Knowing the market price of a gemstone is an absolute must before you commit to a purchase. Failure to understand the market value of a gemstone before you buy can leave you stuck with a stone that is worth only a fraction of the price you paid. But with a keen understanding of a gemstone's worth, you can sniff out a bargain priced stone that you can cherish forever or resell for a handsome profit.
How much do gemstones cost?
Whether you are looking for a gemstone to cherish and pass down to your children, or you would like to try your hand at buying and reselling precious gems, you need to have cash on hand to complete your first purchase.
But exactly how much capital do you need to invest in a gemstone? The answer depends on a variety of factors related to the stone's aesthetic appearance, historic importance, and current market demand. In general, there are six factors that influence the cost of a gemstone:
- The type of gemstone
- The condition or aesthetics of the gemstone
- The gemstone's certification
- The current demand for a stone
- The country where the stone was sourced
- The impact of industry trends
How do these factors combine to influence price?
Any one of the six factors above can impact the cost of a gemstone. But when multiple factors combine to influence pricing, you may end up paying more or less than you typically would for a gemstone. For example, consider alexandrite (already a rare and valuable stone), which typically ranges from $2,500 USD to $15,000 USD up to a maximum of $70,000 USD per carat.
You can expect to pay a price on the high end of the spectrum if the stone is certified, originated in Russia (where alexandrite was originally discovered), and has a precise cut with very few inclusions. On the other hand, you can expect to pay less for rough cut alexandrite with inclusions that originated in Brazil. Below is a closer look at each of these factors and how they influence the price you pay.
"What is the most expensive gemstone in the world? In 2020 it's a blue diamond costing nearly $4 million per carat, besting the previous holder, a Pink Star diamond a $1.2 million per carat." - Jenny Chang, Finances Online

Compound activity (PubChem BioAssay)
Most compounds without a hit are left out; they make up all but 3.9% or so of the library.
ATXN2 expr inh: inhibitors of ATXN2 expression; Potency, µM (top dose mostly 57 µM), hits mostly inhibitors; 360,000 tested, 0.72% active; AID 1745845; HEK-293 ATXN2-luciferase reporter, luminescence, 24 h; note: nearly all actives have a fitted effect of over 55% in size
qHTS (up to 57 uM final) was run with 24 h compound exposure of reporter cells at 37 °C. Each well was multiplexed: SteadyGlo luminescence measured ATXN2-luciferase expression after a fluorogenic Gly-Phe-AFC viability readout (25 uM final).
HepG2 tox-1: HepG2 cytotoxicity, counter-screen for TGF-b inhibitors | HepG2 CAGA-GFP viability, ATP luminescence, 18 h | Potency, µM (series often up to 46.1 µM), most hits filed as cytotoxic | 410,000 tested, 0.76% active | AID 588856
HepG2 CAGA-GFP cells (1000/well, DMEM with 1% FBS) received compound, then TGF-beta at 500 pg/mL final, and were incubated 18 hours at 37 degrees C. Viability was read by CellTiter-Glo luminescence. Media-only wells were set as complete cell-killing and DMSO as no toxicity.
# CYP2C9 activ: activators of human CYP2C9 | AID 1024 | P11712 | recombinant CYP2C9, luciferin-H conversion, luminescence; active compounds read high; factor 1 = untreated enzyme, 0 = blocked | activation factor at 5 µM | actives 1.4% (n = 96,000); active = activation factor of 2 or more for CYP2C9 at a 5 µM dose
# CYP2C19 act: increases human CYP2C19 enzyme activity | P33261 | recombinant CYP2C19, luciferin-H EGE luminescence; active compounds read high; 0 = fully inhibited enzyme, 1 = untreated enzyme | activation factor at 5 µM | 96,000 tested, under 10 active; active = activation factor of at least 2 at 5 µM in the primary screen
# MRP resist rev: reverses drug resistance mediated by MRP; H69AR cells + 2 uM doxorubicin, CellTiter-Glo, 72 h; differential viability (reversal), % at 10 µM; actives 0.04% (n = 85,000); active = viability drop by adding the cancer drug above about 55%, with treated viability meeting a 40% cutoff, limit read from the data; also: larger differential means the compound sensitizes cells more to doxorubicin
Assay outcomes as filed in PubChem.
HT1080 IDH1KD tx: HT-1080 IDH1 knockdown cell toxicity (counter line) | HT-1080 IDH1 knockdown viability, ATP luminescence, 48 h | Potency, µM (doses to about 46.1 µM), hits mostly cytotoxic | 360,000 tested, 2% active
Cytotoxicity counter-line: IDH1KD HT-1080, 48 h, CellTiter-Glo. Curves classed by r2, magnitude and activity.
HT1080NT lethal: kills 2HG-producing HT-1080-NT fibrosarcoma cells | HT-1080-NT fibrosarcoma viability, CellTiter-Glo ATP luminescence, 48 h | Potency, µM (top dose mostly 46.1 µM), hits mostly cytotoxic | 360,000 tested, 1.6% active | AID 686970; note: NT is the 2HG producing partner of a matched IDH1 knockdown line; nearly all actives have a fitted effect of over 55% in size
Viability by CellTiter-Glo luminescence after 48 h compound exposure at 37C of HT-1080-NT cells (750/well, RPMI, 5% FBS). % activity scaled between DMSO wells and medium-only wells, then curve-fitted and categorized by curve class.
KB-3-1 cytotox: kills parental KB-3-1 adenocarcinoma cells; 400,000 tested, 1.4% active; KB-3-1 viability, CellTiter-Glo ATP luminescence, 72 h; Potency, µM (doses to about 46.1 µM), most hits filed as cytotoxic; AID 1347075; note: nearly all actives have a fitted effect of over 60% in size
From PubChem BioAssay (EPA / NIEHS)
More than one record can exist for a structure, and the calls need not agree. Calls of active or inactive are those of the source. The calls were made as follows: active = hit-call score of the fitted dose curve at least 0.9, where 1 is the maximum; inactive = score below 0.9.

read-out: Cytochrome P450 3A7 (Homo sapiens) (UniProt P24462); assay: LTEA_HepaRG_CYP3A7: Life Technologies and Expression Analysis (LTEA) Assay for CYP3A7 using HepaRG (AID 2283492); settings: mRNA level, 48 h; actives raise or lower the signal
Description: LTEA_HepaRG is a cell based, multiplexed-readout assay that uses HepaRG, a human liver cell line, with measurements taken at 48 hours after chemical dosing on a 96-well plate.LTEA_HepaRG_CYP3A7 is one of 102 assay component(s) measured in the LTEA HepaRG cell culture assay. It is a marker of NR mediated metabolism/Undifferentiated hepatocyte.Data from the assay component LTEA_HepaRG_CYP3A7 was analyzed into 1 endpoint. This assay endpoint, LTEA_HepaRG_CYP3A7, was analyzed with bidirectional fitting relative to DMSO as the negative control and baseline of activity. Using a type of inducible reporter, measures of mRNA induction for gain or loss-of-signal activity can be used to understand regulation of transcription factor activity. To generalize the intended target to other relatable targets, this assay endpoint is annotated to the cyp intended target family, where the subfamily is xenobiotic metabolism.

Gemstone price varies widely according to the type and colour of a stone. For example, amethyst and citrine are examples of lower-priced gem types that sometimes have starting prices at under $100 USD per carat. This is just a tiny fraction of the cost of the extremely rare blue diamond, which costs nearly $4 million per carat.
Of the six factors in this list, aesthetics often play the most significant role in a gemstone's price. And in the gemstone industry, a stone's aesthetics or beauty is assessed according to its Colour, Clarity, Cut, and Carat (commonly called "The 4 Cs"). If you have ever purchased or received an engagement ring, then you are likely familiar with "The 4Cs" and how they impact the price you pay:
- Colour: In general, price tends to increase with a rich, desirable colour. Stones that are too light or dark in colour tend to be lower priced.
- Clarity: Gemstones that possess only tiny fine inclusions will command a higher price than those with multiple pronounced inclusions.
- Cut: Precisely cut gemstones that reflect the maximum amount of light tend to have a higher price than rough cut stones.
- Carat: Generally speaking, larger gemstones are more valuable than smaller ones, assuming the colour, clarity, and cut are similar.
In addition to the 4Cs outlined above, there are two other factors that play a critical role in a gemstone's aesthetics and pricing. These factors are country of origin and treatment. In fact, Sondra Francis, who is a founding member of the International Colored Gemstone Association, states that, "Country of origin could be the fifth 'C'." Francis cites Colombian emeralds and Burmese rubies as examples of gemstones that will command a premium price if their country of origin can be authenticated.
Treatment can also have a dramatic impact on aesthetics and price. Treatment involves a procedure such as coating, dyeing or heating that can improve a gemstone's appearance or durability. In most cases, treatment can boost the price of a gemstone. Because it can be extremely difficult to determine whether gemstone treatments were used, it is important for any known treatments to be outlined to the buyer.
A breathtakingly beautiful gemstone at an unbelievably low price can cause a novice buyer to ignore a gemstone's certification. This can prove to be a costly mistake, as most seasoned buyers will not purchase a gemstone without first seeing authentic validation of its colour and clarity. In most cases, experienced buyers will expect to see an official document issued by a licensed gemological laboratory. Here are three ways that gemstone certification can influence pricing:
- Official Identification: Certification adds to the value of your gemstone because it can help you identify your gem if it is stolen or lost.
- Quality Assurance: A certificate issued by an accredited institute will help verify your gemstone's worth if you opt to sell it.